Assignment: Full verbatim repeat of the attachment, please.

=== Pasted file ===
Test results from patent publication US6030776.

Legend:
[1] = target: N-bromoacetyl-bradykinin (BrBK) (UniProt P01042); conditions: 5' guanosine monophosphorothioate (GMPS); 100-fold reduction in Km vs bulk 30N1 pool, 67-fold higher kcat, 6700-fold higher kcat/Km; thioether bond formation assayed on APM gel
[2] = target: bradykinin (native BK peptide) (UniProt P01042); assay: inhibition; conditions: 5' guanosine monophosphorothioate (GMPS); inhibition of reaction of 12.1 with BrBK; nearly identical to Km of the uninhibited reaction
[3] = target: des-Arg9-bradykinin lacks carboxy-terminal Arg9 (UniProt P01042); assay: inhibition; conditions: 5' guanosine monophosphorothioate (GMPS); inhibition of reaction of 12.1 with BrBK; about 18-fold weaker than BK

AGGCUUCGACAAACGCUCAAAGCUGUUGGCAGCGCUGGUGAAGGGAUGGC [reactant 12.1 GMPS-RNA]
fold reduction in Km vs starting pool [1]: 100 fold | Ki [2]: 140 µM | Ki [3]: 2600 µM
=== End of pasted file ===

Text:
Test results from patent publication US6030776.

Legend:
[1] = target: N-bromoacetyl-bradykinin (BrBK) (UniProt P01042); conditions: 5' guanosine monophosphorothioate (GMPS); 100-fold reduction in Km vs bulk 30N1 pool, 67-fold higher kcat, 6700-fold higher kcat/Km; thioether bond formation assayed on APM gel
[2] = target: bradykinin (native BK peptide) (UniProt P01042); assay: inhibition; conditions: 5' guanosine monophosphorothioate (GMPS); inhibition of reaction of 12.1 with BrBK; nearly identical to Km of the uninhibited reaction
[3] = target: des-Arg9-bradykinin lacks carboxy-terminal Arg9 (UniProt P01042); assay: inhibition; conditions: 5' guanosine monophosphorothioate (GMPS); inhibition of reaction of 12.1 with BrBK; about 18-fold weaker than BK

AGGCUUCGACAAACGCUCAAAGCUGUUGGCAGCGCUGGUGAAGGGAUGGC [reactant 12.1 GMPS-RNA]
fold reduction in Km vs starting pool [1]: 100 fold | Ki [2]: 140 µM | Ki [3]: 2600 µM